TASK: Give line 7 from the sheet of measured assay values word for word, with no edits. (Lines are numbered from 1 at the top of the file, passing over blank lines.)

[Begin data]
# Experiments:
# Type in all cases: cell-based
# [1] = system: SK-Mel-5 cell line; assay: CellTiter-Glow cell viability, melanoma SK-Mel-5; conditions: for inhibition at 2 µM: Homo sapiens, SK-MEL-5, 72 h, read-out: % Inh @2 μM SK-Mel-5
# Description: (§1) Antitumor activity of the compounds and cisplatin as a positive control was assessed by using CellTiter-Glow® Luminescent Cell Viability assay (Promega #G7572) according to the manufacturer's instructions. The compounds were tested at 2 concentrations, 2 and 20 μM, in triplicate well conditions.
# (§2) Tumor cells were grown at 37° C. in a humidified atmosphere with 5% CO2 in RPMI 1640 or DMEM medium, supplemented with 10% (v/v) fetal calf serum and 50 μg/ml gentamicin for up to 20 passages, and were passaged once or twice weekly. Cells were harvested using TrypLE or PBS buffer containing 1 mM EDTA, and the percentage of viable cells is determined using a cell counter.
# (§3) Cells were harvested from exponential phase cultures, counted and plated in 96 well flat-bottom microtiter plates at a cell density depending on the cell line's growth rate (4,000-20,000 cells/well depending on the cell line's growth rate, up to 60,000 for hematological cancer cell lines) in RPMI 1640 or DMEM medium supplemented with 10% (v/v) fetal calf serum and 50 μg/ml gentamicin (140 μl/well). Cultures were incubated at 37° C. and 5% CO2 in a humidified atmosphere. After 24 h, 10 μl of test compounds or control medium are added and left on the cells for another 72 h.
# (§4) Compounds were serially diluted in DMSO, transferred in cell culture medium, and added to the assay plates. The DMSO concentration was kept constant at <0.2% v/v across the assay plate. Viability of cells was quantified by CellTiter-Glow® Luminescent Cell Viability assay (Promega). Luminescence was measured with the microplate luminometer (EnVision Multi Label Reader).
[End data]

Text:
# (§4) Compounds were serially diluted in DMSO, transferred in cell culture medium, and added to the assay plates. The DMSO concentration was kept constant at <0.2% v/v across the assay plate. Viability of cells was quantified by CellTiter-Glow® Luminescent Cell Viability assay (Promega). Luminescence was measured with the microplate luminometer (EnVision Multi Label Reader).